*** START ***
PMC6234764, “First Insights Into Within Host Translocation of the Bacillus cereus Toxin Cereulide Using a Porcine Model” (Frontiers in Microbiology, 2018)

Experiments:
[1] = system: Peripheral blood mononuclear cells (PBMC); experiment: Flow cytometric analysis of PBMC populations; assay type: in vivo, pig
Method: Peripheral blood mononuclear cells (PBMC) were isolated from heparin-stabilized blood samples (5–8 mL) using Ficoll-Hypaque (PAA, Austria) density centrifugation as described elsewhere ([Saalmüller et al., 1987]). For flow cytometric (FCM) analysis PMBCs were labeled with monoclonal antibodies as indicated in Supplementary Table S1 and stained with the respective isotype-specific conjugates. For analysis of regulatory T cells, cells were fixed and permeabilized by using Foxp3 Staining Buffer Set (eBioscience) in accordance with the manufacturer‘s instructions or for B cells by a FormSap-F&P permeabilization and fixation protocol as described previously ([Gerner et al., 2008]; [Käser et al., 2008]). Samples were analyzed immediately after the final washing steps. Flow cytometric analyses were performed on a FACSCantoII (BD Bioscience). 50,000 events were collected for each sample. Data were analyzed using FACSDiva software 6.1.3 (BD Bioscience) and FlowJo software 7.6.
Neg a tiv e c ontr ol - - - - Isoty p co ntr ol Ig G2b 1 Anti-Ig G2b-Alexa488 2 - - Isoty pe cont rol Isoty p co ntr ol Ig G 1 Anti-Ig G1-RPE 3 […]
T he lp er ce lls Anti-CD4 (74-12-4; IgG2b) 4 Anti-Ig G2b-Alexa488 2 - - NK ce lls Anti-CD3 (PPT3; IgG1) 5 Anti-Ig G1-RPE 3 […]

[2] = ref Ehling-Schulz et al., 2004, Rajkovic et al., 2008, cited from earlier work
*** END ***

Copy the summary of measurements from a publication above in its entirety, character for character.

PMC6234764, “First Insights Into Within Host Translocation of the Bacillus cereus Toxin Cereulide Using a Porcine Model” (Frontiers in Microbiology, 2018)

Experiments:
[1] = system: Peripheral blood mononuclear cells (PBMC); experiment: Flow cytometric analysis of PBMC populations; assay type: in vivo, pig
Method: Peripheral blood mononuclear cells (PBMC) were isolated from heparin-stabilized blood samples (5–8 mL) using Ficoll-Hypaque (PAA, Austria) density centrifugation as described elsewhere ([Saalmüller et al., 1987]). For flow cytometric (FCM) analysis PMBCs were labeled with monoclonal antibodies as indicated in Supplementary Table S1 and stained with the respective isotype-specific conjugates. For analysis of regulatory T cells, cells were fixed and permeabilized by using Foxp3 Staining Buffer Set (eBioscience) in accordance with the manufacturer‘s instructions or for B cells by a FormSap-F&P permeabilization and fixation protocol as described previously ([Gerner et al., 2008]; [Käser et al., 2008]). Samples were analyzed immediately after the final washing steps. Flow cytometric analyses were performed on a FACSCantoII (BD Bioscience). 50,000 events were collected for each sample. Data were analyzed using FACSDiva software 6.1.3 (BD Bioscience) and FlowJo software 7.6.
Neg a tiv e c ontr ol - - - - Isoty p co ntr ol Ig G2b 1 Anti-Ig G2b-Alexa488 2 - - Isoty pe cont rol Isoty p co ntr ol Ig G 1 Anti-Ig G1-RPE 3 […]
T he lp er ce lls Anti-CD4 (74-12-4; IgG2b) 4 Anti-Ig G2b-Alexa488 2 - - NK ce lls Anti-CD3 (PPT3; IgG1) 5 Anti-Ig G1-RPE 3 […]

[2] = ref Ehling-Schulz et al., 2004, Rajkovic et al., 2008, cited from earlier work